Tuesday, 30 July 2013
Baking is a craft mastered only through years of trial and error, and recipes alone can take a baker only so far. I can’t emphasize enough how important it is to let yourself try and fail – it’s only flour and water and time. Remember, success is a poor teacher.
– Maggie Glezer, Artisan Baking Across America, Baking Basics, p.3
The other morning, we suddenly realized that we required bread. As it was Saturday, I decided to make Ken Forkish’s Saturday White Bread. After all, it was a decided success (even though it got a bit deflated in the barbecue) the other times that I made it.
Of course, I used our Brotform. And this time, because the weather was iffy, we baked the bread on a stone in the oven.
We were excited to try it in the oven because maybe, just maybe, it wouldn’t collapse because it would have room to expand instead of hitting a shelf in the barbecue or getting stuck to the brotform. Yes. I made sure that the brotform was really well floured and as a result, the fully risen loaf popped out perfectly.
As is my habit with any “white” bread, I added a little whole wheat flour to the all-purpose. So I was pleased to see that I had already been given permission by Forkish to do exactly that.
Sometimes I like to make this bread with 10 percent whole wheat flour for the round, earthy flavors it adds.
– Ken Forkish, Flour Water Salt Yeast, The Saturday White Bread, p. 81
I added 20% whole wheat though.
I’ve always added just a hint of whole wheat flour to any all white rustic bread recipe, ever since reading about adding a small amount of whole wheat flour to all-purpose to mimic stone-milled flour in Carol Field’s “The Italian Baker”.
Where IS that section?! Am I imagining it? I’ve scoured the book and can’t find it anywhere! I began to wonder if it might be in Maggie Glezer’s “Artisan Bread Baking”. Nope, I can’t find it there either.
Never mind… I’ll get back onto why I started droning here in the first place. It’s about the final flavour of the bread. I’ve known for quite a long time that the longer the rise, the more flavourful the bread. In fact, it is spelled out in “The Italian Baker”, the very first serious bread book I was given, way back in 2000. It is reiterated in every other bread book I have, including the latest addition to our shelves, “Flour Water Salt Yeast”.
□ The rule of thumb: The slower and longer the rise, the greater the flavor. […]
□ Dough with less water is more substantial and compact than softer, moister dough, which will need more mixing and kneading, and longer rising times.
□ Lower temperatures encourage the formation of acetic acids, which give breads a more aromatic taste.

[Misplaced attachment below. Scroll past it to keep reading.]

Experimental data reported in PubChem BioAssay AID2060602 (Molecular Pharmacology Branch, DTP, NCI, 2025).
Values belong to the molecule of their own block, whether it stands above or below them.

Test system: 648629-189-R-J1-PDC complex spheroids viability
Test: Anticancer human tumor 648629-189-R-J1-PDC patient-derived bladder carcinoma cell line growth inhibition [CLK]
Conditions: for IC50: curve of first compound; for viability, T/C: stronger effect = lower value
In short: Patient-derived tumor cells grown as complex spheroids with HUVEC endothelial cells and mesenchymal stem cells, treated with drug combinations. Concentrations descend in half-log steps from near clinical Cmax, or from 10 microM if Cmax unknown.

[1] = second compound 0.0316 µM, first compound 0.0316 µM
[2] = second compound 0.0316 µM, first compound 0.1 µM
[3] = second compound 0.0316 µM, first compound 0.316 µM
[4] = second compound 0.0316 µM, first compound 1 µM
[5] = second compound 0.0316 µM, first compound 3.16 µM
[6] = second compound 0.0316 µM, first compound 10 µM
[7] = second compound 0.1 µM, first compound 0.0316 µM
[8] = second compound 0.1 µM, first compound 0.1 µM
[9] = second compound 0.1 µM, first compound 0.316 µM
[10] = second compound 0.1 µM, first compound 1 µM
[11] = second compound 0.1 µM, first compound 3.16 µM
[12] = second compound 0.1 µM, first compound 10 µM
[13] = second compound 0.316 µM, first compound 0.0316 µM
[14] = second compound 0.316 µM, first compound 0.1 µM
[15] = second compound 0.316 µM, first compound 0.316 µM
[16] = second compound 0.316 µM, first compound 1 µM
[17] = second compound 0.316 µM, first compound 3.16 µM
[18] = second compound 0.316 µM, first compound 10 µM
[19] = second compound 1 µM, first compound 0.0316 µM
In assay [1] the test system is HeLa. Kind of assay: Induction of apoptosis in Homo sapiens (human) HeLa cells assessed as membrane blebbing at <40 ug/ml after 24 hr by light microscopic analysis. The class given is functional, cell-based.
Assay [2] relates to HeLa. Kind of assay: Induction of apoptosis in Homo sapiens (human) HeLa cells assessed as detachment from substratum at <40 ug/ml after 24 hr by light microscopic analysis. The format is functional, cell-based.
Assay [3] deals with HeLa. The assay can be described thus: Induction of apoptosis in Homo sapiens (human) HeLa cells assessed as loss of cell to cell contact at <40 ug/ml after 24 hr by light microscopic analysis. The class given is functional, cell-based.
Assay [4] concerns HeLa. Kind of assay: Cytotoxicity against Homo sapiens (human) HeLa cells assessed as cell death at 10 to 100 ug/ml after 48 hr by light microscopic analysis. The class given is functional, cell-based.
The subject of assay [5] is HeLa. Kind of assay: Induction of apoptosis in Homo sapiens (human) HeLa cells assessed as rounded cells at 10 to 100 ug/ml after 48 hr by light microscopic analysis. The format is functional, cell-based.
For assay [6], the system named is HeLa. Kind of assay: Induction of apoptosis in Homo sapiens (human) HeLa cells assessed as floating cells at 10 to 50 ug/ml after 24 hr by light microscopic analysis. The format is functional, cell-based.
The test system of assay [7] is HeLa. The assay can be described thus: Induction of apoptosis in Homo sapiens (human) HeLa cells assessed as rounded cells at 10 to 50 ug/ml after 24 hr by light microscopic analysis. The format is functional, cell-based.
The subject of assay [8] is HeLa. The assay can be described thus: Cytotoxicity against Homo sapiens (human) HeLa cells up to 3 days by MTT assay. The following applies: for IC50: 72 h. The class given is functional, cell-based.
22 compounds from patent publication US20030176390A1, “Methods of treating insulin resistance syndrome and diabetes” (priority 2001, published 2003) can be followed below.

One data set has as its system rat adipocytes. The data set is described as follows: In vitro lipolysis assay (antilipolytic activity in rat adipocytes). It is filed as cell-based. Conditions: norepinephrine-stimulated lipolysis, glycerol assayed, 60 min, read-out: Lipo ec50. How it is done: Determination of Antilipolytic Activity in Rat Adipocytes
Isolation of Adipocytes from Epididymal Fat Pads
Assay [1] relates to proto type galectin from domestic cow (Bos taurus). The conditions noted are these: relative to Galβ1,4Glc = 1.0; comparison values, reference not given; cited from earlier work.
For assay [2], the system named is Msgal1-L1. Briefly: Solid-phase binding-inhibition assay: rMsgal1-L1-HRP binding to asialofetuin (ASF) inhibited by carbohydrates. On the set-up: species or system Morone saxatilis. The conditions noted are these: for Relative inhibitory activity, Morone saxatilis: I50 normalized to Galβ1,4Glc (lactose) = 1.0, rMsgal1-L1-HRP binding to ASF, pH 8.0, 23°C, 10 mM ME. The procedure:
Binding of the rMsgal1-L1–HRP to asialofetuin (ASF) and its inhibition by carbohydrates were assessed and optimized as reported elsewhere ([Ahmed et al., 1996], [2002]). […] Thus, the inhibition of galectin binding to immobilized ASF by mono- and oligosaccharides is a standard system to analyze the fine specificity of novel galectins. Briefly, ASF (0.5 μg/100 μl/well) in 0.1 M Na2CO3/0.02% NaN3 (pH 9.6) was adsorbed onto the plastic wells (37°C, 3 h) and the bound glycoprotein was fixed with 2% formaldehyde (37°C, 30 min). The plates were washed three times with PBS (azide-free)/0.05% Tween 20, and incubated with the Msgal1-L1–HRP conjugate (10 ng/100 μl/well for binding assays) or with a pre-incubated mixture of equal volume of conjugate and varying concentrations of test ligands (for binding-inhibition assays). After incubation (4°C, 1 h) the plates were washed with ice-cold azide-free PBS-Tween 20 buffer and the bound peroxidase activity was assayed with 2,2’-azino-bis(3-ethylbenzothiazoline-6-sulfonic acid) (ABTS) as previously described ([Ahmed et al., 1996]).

– Carol Field, The Italian Baker, Baking Basics, p.90
[The Saturday White Bread] recipe is designed for someone who wants to make good, crusty loaves of white bread from start to finish in one day. […] Here you get the taste-good benefits of a medium-length fermentation, resulting in a versatile, delicious bread that’s great as a dinner bread […]
[Overnight White Bread] dough rises overnight, and the extended bulk fermentation gives it more time to develop complexity in its flavors than the two Saturday Breads (pages 81 and 85). […] This bread has many uses and won’t last long.
– Ken Forkish, Flour Water Salt Yeast, The Saturday White Bread, p. 81; Overnight White Bread, p. 89
So, I don’t know why it came as such a big surprise that Forkish’s Saturday White Bread on page 81 was so much less flavourful than his White Bread with Poolish on page 98.
Don’t get me wrong. The bread was still good. Really good. It just wasn’t quite as brilliant as the bread with pretty much exactly the same ingredients that had been made over two days instead of one.
Especially the next day. It was quite dull and almost stale tasting.
Having said that, I really should stress that this supposedly stale bread was still better than any storebought bread we’ve had.
I once heard Lionel Poilâne […] speak about being invited for dinner at a family’s home. The hostess set a basket of bread on the table and immediately apologized for it, saying she had made it herself and of course, it didn’t compare to his masterful loaves. But M. Poilâne said on the contrary, this bread was far better than anything he had ever sold, for she had made it to feed her family – with her own two hands and all her heart.
-Maggie Glezer, Artisan Baking Across America, Baking Basics, p. 3
I bet you’ve already guessed what I’m going to do now! As soon as I hit “publish”, I’m headed to the kitchen to put together a preferment. I think, in honour of Carol Field, I’ll revisit one of the recipes in her book. Hmmm, which one, which one?
I know! Pane Pugliese – one of the first recipes I ever made from The Italian Baker. My pencil notes say that T gave the bread 10/10 and that he was swooning. Clearly, it’s high time that I made it again.
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